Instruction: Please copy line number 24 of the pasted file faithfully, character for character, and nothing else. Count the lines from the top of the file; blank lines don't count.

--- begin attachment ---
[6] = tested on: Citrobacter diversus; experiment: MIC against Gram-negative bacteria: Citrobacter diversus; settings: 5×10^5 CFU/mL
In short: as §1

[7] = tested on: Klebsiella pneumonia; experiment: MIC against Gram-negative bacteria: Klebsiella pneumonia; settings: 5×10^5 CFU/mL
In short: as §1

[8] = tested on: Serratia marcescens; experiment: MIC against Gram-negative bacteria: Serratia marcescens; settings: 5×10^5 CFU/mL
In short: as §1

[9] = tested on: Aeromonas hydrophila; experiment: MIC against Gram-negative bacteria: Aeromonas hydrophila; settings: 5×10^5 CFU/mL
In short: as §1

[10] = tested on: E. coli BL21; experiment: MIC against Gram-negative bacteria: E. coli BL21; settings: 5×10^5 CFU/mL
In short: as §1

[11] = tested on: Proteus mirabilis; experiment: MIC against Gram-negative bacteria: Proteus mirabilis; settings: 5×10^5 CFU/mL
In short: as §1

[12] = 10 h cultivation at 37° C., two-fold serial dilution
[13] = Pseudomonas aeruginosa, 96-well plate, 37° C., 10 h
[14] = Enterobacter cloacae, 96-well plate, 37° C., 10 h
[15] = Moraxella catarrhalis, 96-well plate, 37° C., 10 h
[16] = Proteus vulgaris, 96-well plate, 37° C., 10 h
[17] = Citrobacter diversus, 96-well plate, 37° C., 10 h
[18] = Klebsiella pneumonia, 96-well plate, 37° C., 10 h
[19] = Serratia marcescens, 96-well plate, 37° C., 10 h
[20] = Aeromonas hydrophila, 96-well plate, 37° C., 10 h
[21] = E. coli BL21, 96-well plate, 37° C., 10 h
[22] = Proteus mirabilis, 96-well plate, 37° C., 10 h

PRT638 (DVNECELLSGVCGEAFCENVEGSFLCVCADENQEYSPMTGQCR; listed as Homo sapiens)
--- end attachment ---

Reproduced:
PRT638 (DVNECELLSGVCGEAFCENVEGSFLCVCADENQEYSPMTGQCR; listed as Homo sapiens)